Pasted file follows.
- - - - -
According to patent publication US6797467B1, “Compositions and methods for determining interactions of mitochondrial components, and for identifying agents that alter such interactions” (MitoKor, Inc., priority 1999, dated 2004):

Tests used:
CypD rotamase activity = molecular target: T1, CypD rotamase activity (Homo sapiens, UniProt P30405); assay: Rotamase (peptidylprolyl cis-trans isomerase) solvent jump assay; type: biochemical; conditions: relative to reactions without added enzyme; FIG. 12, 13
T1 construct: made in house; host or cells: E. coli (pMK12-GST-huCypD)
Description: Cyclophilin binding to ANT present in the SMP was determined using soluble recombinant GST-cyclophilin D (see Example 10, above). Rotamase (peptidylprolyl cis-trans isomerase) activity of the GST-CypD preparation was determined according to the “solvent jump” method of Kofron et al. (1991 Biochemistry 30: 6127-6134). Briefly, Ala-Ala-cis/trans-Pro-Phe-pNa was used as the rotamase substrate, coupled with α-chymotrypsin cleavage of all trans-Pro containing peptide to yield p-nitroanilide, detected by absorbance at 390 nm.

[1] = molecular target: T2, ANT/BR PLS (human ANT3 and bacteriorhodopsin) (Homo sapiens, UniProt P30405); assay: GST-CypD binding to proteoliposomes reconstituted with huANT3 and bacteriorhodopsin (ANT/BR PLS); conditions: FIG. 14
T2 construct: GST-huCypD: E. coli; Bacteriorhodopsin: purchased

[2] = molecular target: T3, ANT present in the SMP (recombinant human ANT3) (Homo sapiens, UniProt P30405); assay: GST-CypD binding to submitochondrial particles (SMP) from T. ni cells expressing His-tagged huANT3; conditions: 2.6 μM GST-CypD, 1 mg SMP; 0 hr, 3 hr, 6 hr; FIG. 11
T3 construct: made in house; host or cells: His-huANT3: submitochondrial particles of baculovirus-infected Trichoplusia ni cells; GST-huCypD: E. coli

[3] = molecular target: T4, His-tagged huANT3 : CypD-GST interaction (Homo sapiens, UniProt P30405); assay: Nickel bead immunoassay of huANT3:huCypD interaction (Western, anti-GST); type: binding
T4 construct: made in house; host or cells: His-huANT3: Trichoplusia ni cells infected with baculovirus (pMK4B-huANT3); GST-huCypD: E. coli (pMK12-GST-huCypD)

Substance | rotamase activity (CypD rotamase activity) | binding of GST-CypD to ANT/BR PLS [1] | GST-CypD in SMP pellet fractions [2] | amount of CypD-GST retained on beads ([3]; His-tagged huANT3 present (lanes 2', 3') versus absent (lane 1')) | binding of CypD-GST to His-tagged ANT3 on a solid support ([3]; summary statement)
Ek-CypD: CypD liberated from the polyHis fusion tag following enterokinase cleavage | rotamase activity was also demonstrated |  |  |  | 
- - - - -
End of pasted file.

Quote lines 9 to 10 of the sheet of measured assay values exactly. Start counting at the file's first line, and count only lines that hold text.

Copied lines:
T3 construct: made in house; host or cells: His-huANT3: submitochondrial particles of baculovirus-infected Trichoplusia ni cells; GST-huCypD: E. coli

[3] = molecular target: T4, His-tagged huANT3 : CypD-GST interaction (Homo sapiens, UniProt P30405); assay: Nickel bead immunoassay of huANT3:huCypD interaction (Western, anti-GST); type: binding